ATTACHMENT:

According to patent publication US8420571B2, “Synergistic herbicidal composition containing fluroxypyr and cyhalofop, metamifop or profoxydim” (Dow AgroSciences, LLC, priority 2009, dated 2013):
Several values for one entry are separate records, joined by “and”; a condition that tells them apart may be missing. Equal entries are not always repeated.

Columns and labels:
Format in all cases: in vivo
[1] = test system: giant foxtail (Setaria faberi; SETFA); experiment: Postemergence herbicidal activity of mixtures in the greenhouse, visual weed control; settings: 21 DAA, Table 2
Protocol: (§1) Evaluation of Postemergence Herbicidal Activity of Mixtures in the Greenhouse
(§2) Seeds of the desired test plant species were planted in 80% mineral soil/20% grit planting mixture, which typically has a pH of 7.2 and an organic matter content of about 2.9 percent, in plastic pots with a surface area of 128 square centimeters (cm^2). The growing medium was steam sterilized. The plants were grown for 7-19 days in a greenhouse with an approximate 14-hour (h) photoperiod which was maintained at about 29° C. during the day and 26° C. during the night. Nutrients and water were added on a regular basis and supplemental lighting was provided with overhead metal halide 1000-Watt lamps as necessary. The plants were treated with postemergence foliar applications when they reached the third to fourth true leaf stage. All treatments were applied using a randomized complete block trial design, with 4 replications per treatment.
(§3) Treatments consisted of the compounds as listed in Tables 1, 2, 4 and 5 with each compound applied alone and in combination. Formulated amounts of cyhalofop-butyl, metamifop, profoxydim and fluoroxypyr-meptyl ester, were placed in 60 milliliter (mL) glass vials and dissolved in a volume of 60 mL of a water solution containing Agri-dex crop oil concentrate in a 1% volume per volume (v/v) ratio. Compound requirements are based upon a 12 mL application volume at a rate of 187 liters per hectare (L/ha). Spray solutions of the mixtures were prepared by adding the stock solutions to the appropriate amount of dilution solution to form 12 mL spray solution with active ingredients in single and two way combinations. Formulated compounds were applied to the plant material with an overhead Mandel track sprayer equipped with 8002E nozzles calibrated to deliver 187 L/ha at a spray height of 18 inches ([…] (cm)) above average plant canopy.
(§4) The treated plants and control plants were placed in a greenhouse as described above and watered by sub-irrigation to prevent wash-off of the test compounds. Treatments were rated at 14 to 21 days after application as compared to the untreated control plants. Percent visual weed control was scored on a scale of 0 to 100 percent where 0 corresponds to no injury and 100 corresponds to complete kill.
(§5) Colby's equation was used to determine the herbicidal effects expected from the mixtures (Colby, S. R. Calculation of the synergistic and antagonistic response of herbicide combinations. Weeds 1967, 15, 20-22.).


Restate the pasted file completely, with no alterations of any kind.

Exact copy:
According to patent publication US8420571B2, “Synergistic herbicidal composition containing fluroxypyr and cyhalofop, metamifop or profoxydim” (Dow AgroSciences, LLC, priority 2009, dated 2013):
Several values for one entry are separate records, joined by “and”; a condition that tells them apart may be missing. Equal entries are not always repeated.

Columns and labels:
Format in all cases: in vivo
[1] = test system: giant foxtail (Setaria faberi; SETFA); experiment: Postemergence herbicidal activity of mixtures in the greenhouse, visual weed control; settings: 21 DAA, Table 2
Protocol: (§1) Evaluation of Postemergence Herbicidal Activity of Mixtures in the Greenhouse
(§2) Seeds of the desired test plant species were planted in 80% mineral soil/20% grit planting mixture, which typically has a pH of 7.2 and an organic matter content of about 2.9 percent, in plastic pots with a surface area of 128 square centimeters (cm^2). The growing medium was steam sterilized. The plants were grown for 7-19 days in a greenhouse with an approximate 14-hour (h) photoperiod which was maintained at about 29° C. during the day and 26° C. during the night. Nutrients and water were added on a regular basis and supplemental lighting was provided with overhead metal halide 1000-Watt lamps as necessary. The plants were treated with postemergence foliar applications when they reached the third to fourth true leaf stage. All treatments were applied using a randomized complete block trial design, with 4 replications per treatment.
(§3) Treatments consisted of the compounds as listed in Tables 1, 2, 4 and 5 with each compound applied alone and in combination. Formulated amounts of cyhalofop-butyl, metamifop, profoxydim and fluoroxypyr-meptyl ester, were placed in 60 milliliter (mL) glass vials and dissolved in a volume of 60 mL of a water solution containing Agri-dex crop oil concentrate in a 1% volume per volume (v/v) ratio. Compound requirements are based upon a 12 mL application volume at a rate of 187 liters per hectare (L/ha). Spray solutions of the mixtures were prepared by adding the stock solutions to the appropriate amount of dilution solution to form 12 mL spray solution with active ingredients in single and two way combinations. Formulated compounds were applied to the plant material with an overhead Mandel track sprayer equipped with 8002E nozzles calibrated to deliver 187 L/ha at a spray height of 18 inches ([…] (cm)) above average plant canopy.
(§4) The treated plants and control plants were placed in a greenhouse as described above and watered by sub-irrigation to prevent wash-off of the test compounds. Treatments were rated at 14 to 21 days after application as compared to the untreated control plants. Percent visual weed control was scored on a scale of 0 to 100 percent where 0 corresponds to no injury and 100 corresponds to complete kill.
(§5) Colby's equation was used to determine the herbicidal effects expected from the mixtures (Colby, S. R. Calculation of the synergistic and antagonistic response of herbicide combinations. Weeds 1967, 15, 20-22.).